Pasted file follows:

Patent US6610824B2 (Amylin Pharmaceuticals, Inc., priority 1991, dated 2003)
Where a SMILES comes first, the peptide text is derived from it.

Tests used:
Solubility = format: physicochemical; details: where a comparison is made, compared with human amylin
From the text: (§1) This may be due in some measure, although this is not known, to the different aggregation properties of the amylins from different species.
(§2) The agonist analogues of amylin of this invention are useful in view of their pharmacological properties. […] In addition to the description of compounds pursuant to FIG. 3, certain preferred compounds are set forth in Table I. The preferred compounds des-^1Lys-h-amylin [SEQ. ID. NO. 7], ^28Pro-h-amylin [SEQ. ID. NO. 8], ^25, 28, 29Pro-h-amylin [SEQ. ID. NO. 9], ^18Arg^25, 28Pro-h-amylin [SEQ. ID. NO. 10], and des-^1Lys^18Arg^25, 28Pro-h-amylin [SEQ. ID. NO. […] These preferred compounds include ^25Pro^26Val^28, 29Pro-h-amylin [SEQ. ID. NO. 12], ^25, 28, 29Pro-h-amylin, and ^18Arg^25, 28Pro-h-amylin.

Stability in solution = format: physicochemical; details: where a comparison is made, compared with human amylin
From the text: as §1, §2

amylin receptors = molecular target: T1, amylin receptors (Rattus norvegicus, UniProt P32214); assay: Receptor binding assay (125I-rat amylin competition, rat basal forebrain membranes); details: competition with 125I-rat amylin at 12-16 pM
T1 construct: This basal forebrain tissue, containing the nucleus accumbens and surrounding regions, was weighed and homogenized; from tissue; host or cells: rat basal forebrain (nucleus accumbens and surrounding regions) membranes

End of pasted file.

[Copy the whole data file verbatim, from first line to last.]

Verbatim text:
Patent US6610824B2 (Amylin Pharmaceuticals, Inc., priority 1991, dated 2003)
Where a SMILES comes first, the peptide text is derived from it.

Tests used:
Solubility = format: physicochemical; details: where a comparison is made, compared with human amylin
From the text: (§1) This may be due in some measure, although this is not known, to the different aggregation properties of the amylins from different species.
(§2) The agonist analogues of amylin of this invention are useful in view of their pharmacological properties. […] In addition to the description of compounds pursuant to FIG. 3, certain preferred compounds are set forth in Table I. The preferred compounds des-^1Lys-h-amylin [SEQ. ID. NO. 7], ^28Pro-h-amylin [SEQ. ID. NO. 8], ^25, 28, 29Pro-h-amylin [SEQ. ID. NO. 9], ^18Arg^25, 28Pro-h-amylin [SEQ. ID. NO. 10], and des-^1Lys^18Arg^25, 28Pro-h-amylin [SEQ. ID. NO. […] These preferred compounds include ^25Pro^26Val^28, 29Pro-h-amylin [SEQ. ID. NO. 12], ^25, 28, 29Pro-h-amylin, and ^18Arg^25, 28Pro-h-amylin.

Stability in solution = format: physicochemical; details: where a comparison is made, compared with human amylin
From the text: as §1, §2

amylin receptors = molecular target: T1, amylin receptors (Rattus norvegicus, UniProt P32214); assay: Receptor binding assay (125I-rat amylin competition, rat basal forebrain membranes); details: competition with 125I-rat amylin at 12-16 pM
T1 construct: This basal forebrain tissue, containing the nucleus accumbens and surrounding regions, was weighed and homogenized; from tissue; host or cells: rat basal forebrain (nucleus accumbens and surrounding regions) membranes